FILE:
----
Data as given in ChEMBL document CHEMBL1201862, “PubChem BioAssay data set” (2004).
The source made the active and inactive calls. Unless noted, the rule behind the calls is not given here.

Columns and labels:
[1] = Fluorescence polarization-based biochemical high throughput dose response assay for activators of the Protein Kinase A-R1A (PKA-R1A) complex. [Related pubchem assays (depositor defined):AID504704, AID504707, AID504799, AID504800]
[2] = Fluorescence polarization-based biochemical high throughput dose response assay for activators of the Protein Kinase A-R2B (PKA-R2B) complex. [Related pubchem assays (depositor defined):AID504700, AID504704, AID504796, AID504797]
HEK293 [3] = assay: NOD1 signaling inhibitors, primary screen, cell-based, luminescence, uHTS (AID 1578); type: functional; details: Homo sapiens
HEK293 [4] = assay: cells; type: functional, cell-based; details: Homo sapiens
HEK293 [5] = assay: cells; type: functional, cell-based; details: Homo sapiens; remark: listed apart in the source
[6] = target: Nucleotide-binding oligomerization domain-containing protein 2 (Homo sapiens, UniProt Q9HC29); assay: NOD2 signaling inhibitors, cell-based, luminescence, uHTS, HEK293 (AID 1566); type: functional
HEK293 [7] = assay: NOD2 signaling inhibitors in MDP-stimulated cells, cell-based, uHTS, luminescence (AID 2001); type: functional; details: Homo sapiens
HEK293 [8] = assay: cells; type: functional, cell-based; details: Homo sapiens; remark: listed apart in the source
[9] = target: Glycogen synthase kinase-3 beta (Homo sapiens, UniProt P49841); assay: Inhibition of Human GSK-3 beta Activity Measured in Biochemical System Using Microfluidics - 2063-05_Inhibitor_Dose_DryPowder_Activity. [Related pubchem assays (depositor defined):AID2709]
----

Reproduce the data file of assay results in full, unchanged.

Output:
Data as given in ChEMBL document CHEMBL1201862, “PubChem BioAssay data set” (2004).
The source made the active and inactive calls. Unless noted, the rule behind the calls is not given here.

Columns and labels:
[1] = Fluorescence polarization-based biochemical high throughput dose response assay for activators of the Protein Kinase A-R1A (PKA-R1A) complex. [Related pubchem assays (depositor defined):AID504704, AID504707, AID504799, AID504800]
[2] = Fluorescence polarization-based biochemical high throughput dose response assay for activators of the Protein Kinase A-R2B (PKA-R2B) complex. [Related pubchem assays (depositor defined):AID504700, AID504704, AID504796, AID504797]
HEK293 [3] = assay: NOD1 signaling inhibitors, primary screen, cell-based, luminescence, uHTS (AID 1578); type: functional; details: Homo sapiens
HEK293 [4] = assay: cells; type: functional, cell-based; details: Homo sapiens
HEK293 [5] = assay: cells; type: functional, cell-based; details: Homo sapiens; remark: listed apart in the source
[6] = target: Nucleotide-binding oligomerization domain-containing protein 2 (Homo sapiens, UniProt Q9HC29); assay: NOD2 signaling inhibitors, cell-based, luminescence, uHTS, HEK293 (AID 1566); type: functional
HEK293 [7] = assay: NOD2 signaling inhibitors in MDP-stimulated cells, cell-based, uHTS, luminescence (AID 2001); type: functional; details: Homo sapiens
HEK293 [8] = assay: cells; type: functional, cell-based; details: Homo sapiens; remark: listed apart in the source
[9] = target: Glycogen synthase kinase-3 beta (Homo sapiens, UniProt P49841); assay: Inhibition of Human GSK-3 beta Activity Measured in Biochemical System Using Microfluidics - 2063-05_Inhibitor_Dose_DryPowder_Activity. [Related pubchem assays (depositor defined):AID2709]